Urinary 1-hydroxypyrene as an indicator for assessing the exposures of booth attendants of a highway toll station to polycyclic aromatic hydrocarbons

Environ Sci Technol. 2004 Jan 1;38(1):56-61. doi: 10.1021/es030588k.


In this study, 32 booth attendants (the exposure group) and 21 in pre-job training to become booth attendants (the reference group) were randomly selected from a highway toll station. Personal PAH samplings were conducted on the exposure group on each day during the studied workweek. Pre-shift urinary 1-hydroxylpyrene levels (1-OHP) were measured on the first day of the workweek (BM(pre)) for both the exposure and reference groups, but the post-shift 1-OHP levels were measured on the last day of the workweek (BM(pest)) only for the exposure group. For the exposure group, we found that their mean total PAH exposure level (C(total PAHs)) was 11 400 ng/m3 and that their mean BM(post) was significantly higher than their mean BM(pre) (= 3.02 and 0.910 micromol of 1-OHP/mol of creatinine, respectively). In addition, the mean BM(pre) for the exposure group were higher than that for the reference group (= 0.410 micromol of 1-OHP/mol of creatinine). The above results suggest that vehicle exhaust significantly affects the booth attendants' 1-OHP levels. None of the three personal factors (age, work experience, and smoking habit), except for C(total PAHs), had a significant effect on predicting booth attendants' BM(inc) levels (= BM(post) - BM(pre)) (R2 = 0.57). The above results suggest that urinary 1-OHP could be a suitable biomarker for characterizing workers' PAH exposures. Similarly, we found that none of the three personal characteristics, except for the involved vehicle flow rates and vehicle types, had a significant effect on predicting booth attendants' BM(inc), levels (R2 = 0.60). The above result suggests that the traffic densities of various traffic types could be a suitable surrogate indicator for assessing workers' PAH exposures. Considering that the type of traffic designed for a given type of tollbooth is quite similar all over the world, the results obtained from this study, at least, could be served as a stepping-stone for providing a cheaper and convenient way for assessing traffic PAH exposures in the future.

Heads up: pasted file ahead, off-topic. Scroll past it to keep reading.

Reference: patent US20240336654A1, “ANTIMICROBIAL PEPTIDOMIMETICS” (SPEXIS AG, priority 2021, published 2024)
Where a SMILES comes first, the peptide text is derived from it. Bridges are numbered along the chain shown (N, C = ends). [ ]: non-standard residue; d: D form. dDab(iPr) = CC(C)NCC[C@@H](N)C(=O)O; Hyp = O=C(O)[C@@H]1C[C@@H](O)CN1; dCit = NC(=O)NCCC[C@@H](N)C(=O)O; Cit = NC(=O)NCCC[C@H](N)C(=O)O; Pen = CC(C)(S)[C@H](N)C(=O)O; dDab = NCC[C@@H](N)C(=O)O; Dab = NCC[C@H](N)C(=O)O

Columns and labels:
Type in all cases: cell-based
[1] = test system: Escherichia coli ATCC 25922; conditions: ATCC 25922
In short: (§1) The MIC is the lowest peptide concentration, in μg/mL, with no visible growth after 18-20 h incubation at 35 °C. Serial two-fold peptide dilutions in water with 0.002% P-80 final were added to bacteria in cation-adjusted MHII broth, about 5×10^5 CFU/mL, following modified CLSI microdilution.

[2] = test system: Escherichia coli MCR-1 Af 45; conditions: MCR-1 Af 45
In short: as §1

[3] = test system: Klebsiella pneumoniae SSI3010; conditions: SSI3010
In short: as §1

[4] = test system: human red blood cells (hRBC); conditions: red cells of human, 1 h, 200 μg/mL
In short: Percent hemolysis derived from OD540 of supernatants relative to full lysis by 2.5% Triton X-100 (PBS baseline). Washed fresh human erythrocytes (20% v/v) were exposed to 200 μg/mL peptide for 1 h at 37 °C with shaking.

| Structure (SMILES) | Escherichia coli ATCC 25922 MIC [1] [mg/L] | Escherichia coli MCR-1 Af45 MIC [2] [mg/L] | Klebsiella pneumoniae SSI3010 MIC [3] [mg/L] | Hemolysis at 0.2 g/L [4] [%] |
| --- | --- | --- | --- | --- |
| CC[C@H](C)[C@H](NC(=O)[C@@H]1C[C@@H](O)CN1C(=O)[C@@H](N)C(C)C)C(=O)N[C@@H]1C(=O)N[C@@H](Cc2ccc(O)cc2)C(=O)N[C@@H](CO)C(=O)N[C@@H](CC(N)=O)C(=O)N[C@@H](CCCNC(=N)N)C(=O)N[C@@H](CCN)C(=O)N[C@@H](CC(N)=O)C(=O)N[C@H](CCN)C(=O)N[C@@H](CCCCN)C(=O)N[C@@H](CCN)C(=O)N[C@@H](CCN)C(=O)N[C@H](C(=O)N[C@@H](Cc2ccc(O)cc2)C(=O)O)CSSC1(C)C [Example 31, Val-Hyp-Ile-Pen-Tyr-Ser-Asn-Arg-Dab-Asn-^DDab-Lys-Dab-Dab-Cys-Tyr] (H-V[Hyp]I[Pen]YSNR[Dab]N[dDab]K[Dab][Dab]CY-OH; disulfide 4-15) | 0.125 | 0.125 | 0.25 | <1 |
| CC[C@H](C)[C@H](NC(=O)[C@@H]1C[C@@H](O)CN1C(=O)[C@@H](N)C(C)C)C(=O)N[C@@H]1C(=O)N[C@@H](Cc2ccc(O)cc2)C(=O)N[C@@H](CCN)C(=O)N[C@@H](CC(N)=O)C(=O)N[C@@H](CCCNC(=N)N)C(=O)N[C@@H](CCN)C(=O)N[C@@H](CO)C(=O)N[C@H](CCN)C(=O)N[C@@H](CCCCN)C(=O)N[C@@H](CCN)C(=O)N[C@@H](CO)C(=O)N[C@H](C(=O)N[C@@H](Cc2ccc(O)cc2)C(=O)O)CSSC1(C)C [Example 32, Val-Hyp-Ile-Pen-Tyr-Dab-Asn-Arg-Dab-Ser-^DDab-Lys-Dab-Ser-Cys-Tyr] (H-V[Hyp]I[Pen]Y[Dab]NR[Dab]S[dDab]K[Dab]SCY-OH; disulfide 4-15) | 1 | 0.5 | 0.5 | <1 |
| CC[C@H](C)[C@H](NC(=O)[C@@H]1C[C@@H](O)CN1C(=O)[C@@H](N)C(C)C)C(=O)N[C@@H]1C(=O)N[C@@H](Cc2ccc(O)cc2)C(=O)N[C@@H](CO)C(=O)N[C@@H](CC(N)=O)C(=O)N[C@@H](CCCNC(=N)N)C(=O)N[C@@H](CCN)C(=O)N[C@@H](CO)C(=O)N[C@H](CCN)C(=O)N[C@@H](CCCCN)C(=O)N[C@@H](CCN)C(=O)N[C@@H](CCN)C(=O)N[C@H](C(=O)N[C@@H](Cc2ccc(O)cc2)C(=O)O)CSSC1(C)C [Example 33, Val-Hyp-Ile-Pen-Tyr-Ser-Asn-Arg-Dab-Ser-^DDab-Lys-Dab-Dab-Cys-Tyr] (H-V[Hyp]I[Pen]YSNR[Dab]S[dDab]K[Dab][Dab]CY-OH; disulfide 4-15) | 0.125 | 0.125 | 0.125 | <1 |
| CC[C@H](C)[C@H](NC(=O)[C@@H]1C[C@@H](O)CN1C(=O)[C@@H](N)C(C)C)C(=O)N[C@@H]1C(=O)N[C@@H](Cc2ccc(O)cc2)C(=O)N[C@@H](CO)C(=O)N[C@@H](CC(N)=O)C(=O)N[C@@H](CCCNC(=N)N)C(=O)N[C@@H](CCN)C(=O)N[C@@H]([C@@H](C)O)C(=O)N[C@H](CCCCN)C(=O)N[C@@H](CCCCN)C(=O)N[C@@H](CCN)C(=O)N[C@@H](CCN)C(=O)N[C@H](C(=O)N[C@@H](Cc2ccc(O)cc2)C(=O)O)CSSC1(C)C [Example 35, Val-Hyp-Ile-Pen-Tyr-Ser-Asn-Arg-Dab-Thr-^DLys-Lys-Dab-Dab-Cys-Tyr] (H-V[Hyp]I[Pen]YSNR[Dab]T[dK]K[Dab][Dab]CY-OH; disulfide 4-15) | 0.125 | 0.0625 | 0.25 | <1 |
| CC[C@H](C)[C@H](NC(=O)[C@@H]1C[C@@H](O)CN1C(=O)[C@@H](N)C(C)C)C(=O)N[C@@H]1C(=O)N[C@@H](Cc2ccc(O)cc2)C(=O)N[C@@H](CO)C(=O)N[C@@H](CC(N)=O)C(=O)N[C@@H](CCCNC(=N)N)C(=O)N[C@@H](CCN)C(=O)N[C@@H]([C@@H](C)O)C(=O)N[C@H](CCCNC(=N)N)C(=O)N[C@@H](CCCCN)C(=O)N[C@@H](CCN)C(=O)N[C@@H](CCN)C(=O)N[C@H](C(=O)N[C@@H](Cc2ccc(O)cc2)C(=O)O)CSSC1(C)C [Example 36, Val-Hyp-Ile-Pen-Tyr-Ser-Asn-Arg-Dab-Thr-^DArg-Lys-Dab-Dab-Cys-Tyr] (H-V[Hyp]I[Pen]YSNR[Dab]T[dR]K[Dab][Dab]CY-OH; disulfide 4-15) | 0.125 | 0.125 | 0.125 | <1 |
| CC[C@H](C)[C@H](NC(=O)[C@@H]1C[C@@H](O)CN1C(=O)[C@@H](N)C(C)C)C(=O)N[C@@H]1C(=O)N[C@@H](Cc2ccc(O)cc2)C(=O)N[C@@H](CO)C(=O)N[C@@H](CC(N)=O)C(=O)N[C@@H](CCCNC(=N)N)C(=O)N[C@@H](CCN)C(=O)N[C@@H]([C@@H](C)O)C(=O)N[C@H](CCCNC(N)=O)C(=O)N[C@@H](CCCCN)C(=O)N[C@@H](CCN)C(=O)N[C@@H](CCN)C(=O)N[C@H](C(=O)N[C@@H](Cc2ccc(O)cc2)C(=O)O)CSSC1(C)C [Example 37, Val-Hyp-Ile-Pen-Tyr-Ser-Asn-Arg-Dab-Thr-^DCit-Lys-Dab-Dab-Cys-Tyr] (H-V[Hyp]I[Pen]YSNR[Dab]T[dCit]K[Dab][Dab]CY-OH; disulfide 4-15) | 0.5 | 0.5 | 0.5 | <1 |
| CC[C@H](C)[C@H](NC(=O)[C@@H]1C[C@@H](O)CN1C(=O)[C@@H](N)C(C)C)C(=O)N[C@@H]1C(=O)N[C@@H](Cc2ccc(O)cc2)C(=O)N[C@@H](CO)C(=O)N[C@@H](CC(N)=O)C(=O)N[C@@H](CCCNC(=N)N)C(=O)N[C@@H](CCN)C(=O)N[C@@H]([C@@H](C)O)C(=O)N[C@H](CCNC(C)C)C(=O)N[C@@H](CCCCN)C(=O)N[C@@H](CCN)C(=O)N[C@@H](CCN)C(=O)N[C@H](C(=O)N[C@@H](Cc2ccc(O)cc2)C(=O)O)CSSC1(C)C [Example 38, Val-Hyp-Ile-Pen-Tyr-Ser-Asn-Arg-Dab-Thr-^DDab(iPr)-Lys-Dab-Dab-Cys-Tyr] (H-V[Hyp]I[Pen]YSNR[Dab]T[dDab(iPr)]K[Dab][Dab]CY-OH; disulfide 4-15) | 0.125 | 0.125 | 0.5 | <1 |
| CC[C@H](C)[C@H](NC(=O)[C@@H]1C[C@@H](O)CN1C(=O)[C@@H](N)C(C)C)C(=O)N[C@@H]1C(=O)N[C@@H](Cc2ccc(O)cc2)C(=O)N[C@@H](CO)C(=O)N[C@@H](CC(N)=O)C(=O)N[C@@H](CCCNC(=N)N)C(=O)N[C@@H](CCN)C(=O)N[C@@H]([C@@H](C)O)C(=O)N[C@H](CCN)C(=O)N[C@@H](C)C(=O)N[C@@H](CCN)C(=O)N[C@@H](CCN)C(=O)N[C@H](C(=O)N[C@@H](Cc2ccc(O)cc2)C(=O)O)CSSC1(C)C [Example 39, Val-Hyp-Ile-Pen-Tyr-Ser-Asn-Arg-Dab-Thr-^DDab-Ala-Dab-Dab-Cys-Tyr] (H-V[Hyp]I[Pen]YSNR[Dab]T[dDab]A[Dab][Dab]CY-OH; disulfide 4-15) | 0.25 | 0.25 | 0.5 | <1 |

Publication types

  • Research Support, Non-U.S. Gov't

MeSH terms

  • Adult
  • Air Movements
  • Air Pollutants / adverse effects
  • Air Pollutants / analysis*
  • Biomarkers / analysis*
  • Case-Control Studies
  • Female
  • Humans
  • Mutagens / analysis*
  • Occupational Exposure*
  • Polycyclic Aromatic Hydrocarbons / adverse effects
  • Polycyclic Aromatic Hydrocarbons / analysis*
  • Pyrenes / analysis*
  • Random Allocation
  • Risk Assessment
  • Sensitivity and Specificity
  • Urinalysis
  • Vehicle Emissions


  • Air Pollutants
  • Biomarkers
  • Mutagens
  • Polycyclic Aromatic Hydrocarbons
  • Pyrenes
  • Vehicle Emissions
  • 1-hydroxypyrene